This feature is part of the Academy Way

Inter Milan is an Italian institution. Although they may be faltering somewhat in the current Serie A landscape as Juventus and Napoli soar, they remain a monumental club in European football. The prestige, tradition and glamour associated with this great club are enduring and undeniable. Throughout their decorated history, Inter have showcased some of the finest footballing talent ever to grace the game and while the high-profile transfers attract the headlines, the club has always espoused the nurturing of youth talent.

Inter have always paid special attention to their youth academy. They train their players intensively and relentlessly, honing their fledgling personalities with the ultimate goal of producing champion footballers of genuine world-class quality.

Marco Monti, the club’s current academy director, is greatly valued and respected in Milan. He has been responsible for the production line of Inter’s future stars, working closely with the coaches in the under-12, 14, 16 and 18 categories as they search for the next player to reclaim Inter’s place at the head of Italian football’s affairs. The youth programme and structure at the Serie A club is notorious. When you join the ranks of the Nerazzurri, you are committing your body and your mind to one of the most intense and gruelling training regimes available at youth level.

However, despite the demanding nature of youth footballing life at Inter, the Nerazzurri’s instant appeal to burgeoning talents is still demonstrated clearly to this day. In recent years, Mauro Icardi and Marcelo Brozović have rejected lucrative deals from Premier League teams and other European heavyweights in favour of adorning the blue and black stripes at the Stadio Giuseppe Meazza. This particular duo have since established themselves as indispensable elements in Frank de Boer’s current crop and it reflects the tradition of youth that courses through Inter’s veins.

Recently, Inter have invested massive sums of money in bringing an impressive array of talent to the San Siro while their academy graduates have suffered. In 2013, after his company International Sports Capital purchased a 70 percent of the club, Erick Thohir outlined his vision of an Inter squad brimming with players who have been thoroughly drilled and educated in the way of the club from an early age. It makes sense and is an admirable mode of thought from Inter’s president, especially considering the stunning track record the academy has in producing an array of talent.

When José Mourinho departed Inter, the club fell into disarray. Throughout his immensely successful career, it can be argued that the Portuguese tactician has never built a connection with a club quite like the one he established at the San Siro. Among his myriad achievements at the club, Mourinho will always be held in the highest regard for revolutionising the youth set-up, placing particular emphasis on improving the training facilities and refining the youth coaching methods to ensure the club flourished at all levels under his leadership.

During Mourinho’s time in charge, the primavera side – Inter’s under-20 outfit – revelled in achievements which mirrored the successes of the senior squad. While Mourinho was at the club, the primavera won both the prestigious Viareggio Tournament and the NextGen series. Mourinho’s impressive work in overseeing the upturn in fortunes was commended universally in Italian football and drew admiration from the most unlikely of corners. Indeed, former foe Claudio Ranieri – who famously had a war of words with Mourinho while he was at Roma – showered the Portuguese coach with praise, proclaiming that there should have been a statue erected at Inter’s Appiano Gentile training centre. Looking at some of the young talent that flourished during his time in charge, it is difficult to argue with Ranieri’s statement.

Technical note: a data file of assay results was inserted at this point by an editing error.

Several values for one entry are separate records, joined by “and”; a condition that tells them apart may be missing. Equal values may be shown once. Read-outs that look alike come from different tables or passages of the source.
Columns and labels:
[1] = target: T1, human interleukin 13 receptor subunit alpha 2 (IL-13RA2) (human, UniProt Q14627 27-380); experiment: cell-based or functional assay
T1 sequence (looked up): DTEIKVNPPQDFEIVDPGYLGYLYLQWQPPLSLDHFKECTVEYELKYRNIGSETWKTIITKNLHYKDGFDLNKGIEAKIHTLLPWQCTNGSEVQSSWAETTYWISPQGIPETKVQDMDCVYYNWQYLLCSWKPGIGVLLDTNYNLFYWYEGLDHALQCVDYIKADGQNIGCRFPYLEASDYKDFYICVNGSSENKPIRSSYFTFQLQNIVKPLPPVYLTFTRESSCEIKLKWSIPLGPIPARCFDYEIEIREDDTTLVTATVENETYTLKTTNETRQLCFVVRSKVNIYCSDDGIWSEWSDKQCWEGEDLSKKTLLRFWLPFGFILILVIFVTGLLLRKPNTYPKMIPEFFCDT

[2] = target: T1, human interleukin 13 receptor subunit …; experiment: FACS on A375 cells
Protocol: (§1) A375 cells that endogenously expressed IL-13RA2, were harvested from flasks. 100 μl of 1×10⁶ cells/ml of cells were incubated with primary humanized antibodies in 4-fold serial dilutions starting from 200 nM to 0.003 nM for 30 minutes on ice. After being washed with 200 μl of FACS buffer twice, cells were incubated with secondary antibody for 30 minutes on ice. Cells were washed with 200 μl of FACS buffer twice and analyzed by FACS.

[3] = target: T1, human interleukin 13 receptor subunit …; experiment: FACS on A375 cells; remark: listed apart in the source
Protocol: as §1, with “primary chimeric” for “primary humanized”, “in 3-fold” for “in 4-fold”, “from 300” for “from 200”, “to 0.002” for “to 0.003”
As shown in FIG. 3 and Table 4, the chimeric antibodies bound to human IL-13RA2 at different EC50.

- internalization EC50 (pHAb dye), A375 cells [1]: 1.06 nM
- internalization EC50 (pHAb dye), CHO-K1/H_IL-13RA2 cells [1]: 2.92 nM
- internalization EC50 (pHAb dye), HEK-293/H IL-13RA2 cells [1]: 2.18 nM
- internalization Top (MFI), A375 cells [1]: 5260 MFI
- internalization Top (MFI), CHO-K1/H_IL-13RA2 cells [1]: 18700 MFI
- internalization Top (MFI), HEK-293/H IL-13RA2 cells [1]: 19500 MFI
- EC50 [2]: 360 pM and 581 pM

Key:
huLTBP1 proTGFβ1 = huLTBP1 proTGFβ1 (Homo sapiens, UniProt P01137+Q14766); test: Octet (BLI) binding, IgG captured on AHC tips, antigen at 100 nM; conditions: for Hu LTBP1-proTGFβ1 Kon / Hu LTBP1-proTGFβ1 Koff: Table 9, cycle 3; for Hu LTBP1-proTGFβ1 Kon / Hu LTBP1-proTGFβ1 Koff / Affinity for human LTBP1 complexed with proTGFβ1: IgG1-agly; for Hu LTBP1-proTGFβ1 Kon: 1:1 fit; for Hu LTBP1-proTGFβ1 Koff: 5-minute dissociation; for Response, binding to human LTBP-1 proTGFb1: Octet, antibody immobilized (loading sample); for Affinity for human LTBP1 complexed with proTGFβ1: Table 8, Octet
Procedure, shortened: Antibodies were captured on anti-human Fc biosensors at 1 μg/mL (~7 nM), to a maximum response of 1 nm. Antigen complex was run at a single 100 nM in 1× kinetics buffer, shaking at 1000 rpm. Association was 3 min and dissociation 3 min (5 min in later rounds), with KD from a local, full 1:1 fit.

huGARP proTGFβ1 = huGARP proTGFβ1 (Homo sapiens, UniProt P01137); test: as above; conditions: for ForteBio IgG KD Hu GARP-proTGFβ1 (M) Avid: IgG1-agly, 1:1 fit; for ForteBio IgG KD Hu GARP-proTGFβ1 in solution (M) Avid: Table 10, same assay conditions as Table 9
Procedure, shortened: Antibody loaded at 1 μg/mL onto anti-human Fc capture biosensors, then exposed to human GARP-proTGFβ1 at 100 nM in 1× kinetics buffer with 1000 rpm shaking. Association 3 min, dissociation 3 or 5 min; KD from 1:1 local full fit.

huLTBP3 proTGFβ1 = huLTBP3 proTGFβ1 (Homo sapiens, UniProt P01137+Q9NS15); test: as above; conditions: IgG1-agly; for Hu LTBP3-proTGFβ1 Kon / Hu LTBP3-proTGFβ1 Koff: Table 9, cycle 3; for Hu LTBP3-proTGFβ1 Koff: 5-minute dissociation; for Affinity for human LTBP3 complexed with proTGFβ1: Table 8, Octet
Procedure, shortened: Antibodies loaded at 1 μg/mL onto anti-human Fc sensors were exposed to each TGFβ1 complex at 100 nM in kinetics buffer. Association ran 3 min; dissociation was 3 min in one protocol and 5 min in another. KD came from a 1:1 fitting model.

It was under the watchful guidance of Mourinho that Mario Balotelli really came of age. In the 2008-09 season, Balotelli’s 31 appearances in all competitions established the mercurial striker as one of the most exciting talents in European football. Balotelli’s stock had always been sky-high at Inter, but Roberto Mancini sought to ease the youngster into first-team duties during his last year in charge. However, following his appointment, Mourinho recognised Balotelli simply needed minutes in order to excel. Among his notable achievements that season, Balotelli became Inter’s youngest ever Champions League goalscorer at 18 years and 85 days, seizing the record previously held by fellow academy graduate Obafemi Martins.

The academy has not only produced Balotelli in recent years, but a litany of exciting players who have benefited from the experience of the primavera and more. Mattia Destro, who is currently turning out for Bologna, is a product of Inter’s youth structure. Joining the club when he was only 13, Destro set the youth footballing world alight during his five years as a San Siro youth sensation. His appetite for goalscoring helped propel Inter’s youth to the 2008 Torneo di Viareggio.

Destro excelled in the youth structure at Inter, undergoing a transformation from a scrawny 13-year-old to a genuine number 9 who has the quality and ruthlessness to wreak havoc on defences at will. Destro may have left Inter too soon – back in 2010 for Genoa – but he has forged a successful career for himself at Roma and now at the Rossoblu, Destro is primed to explode back onto the scene once again. Of course, he owes it in no small part to the excellent coaching and guidance he received as a kid at Inter.